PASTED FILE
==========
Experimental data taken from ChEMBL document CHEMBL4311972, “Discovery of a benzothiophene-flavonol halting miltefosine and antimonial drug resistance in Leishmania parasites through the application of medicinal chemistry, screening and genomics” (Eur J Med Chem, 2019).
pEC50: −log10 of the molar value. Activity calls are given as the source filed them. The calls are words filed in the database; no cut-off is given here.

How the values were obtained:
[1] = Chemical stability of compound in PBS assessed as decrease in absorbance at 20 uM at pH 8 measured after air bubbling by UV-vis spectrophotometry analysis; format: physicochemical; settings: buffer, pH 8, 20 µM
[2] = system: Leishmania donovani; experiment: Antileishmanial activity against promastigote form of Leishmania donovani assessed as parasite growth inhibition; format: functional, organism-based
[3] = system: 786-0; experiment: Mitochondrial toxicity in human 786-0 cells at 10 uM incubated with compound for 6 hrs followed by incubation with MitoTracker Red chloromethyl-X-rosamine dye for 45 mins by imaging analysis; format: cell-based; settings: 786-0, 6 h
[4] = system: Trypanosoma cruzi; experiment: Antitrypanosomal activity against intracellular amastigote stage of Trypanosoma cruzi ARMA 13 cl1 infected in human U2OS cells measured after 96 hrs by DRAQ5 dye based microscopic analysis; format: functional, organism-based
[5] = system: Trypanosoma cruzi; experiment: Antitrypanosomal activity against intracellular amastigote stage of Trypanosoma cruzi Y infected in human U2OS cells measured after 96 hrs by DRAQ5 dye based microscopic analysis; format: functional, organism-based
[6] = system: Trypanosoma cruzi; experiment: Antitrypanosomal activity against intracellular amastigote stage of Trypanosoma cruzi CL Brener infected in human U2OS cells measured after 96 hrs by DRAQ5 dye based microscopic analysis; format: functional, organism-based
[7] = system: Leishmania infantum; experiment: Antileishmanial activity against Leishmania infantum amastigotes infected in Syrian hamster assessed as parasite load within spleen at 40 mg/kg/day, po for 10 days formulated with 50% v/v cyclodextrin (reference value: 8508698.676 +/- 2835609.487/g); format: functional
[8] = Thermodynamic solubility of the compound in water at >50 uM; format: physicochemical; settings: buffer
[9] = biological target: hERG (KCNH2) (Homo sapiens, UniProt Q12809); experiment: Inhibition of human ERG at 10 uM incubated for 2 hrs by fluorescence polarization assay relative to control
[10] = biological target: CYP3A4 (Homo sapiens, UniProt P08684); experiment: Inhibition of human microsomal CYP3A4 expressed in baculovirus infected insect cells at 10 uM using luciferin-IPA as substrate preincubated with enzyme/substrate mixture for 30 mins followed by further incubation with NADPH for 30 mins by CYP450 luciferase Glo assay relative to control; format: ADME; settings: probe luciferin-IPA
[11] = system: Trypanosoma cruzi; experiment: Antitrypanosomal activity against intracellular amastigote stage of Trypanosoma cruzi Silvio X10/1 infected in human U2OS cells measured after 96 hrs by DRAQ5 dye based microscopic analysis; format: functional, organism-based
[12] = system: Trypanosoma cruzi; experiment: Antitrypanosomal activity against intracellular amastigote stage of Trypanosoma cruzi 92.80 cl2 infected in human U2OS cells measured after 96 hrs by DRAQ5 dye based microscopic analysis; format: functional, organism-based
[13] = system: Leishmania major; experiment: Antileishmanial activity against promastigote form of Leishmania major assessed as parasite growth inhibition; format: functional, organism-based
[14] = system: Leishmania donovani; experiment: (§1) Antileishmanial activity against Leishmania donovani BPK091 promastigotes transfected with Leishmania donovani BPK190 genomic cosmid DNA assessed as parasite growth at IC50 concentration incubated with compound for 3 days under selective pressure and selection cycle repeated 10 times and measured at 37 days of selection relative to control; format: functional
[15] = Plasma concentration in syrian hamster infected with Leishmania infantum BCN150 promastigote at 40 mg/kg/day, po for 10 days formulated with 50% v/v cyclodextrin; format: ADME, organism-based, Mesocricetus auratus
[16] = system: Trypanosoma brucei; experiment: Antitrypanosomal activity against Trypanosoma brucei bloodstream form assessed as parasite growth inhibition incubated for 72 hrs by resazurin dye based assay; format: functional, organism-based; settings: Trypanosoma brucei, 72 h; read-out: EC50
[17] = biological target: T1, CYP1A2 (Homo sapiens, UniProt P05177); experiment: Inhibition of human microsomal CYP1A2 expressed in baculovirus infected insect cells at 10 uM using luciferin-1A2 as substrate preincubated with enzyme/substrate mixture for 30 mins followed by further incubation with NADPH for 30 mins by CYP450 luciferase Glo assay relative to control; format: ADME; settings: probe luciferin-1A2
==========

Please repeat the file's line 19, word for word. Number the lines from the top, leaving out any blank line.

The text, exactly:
[16] = system: Trypanosoma brucei; experiment: Antitrypanosomal activity against Trypanosoma brucei bloodstream form assessed as parasite growth inhibition incubated for 72 hrs by resazurin dye based assay; format: functional, organism-based; settings: Trypanosoma brucei, 72 h; read-out: EC50